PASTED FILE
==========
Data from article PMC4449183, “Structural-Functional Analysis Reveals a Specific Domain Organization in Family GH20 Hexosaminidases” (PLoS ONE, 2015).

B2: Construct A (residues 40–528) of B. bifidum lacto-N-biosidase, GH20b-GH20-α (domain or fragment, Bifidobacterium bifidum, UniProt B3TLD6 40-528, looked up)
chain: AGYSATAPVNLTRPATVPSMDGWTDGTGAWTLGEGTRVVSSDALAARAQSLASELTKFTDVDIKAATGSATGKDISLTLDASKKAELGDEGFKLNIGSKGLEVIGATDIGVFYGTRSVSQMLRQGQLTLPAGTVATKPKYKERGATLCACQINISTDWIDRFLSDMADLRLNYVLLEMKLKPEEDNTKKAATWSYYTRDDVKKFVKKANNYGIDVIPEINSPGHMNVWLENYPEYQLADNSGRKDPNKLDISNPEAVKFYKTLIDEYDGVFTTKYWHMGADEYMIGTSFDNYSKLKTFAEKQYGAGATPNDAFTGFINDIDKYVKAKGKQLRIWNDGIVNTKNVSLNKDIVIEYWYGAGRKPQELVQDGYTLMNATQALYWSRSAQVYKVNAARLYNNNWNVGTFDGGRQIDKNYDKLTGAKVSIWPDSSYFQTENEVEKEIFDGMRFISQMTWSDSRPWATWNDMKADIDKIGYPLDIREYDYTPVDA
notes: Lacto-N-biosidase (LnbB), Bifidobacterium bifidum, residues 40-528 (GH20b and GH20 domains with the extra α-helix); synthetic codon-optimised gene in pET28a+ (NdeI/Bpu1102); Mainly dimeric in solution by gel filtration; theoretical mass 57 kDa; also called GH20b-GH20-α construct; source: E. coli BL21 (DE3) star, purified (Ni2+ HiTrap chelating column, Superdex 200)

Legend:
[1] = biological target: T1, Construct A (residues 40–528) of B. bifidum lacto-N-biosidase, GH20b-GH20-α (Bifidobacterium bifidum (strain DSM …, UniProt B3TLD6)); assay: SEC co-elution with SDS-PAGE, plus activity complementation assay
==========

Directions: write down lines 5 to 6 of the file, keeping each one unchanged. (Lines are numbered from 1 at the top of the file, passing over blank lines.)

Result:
Legend:
[1] = biological target: T1, Construct A (residues 40–528) of B. bifidum lacto-N-biosidase, GH20b-GH20-α (Bifidobacterium bifidum (strain DSM …, UniProt B3TLD6)); assay: SEC co-elution with SDS-PAGE, plus activity complementation assay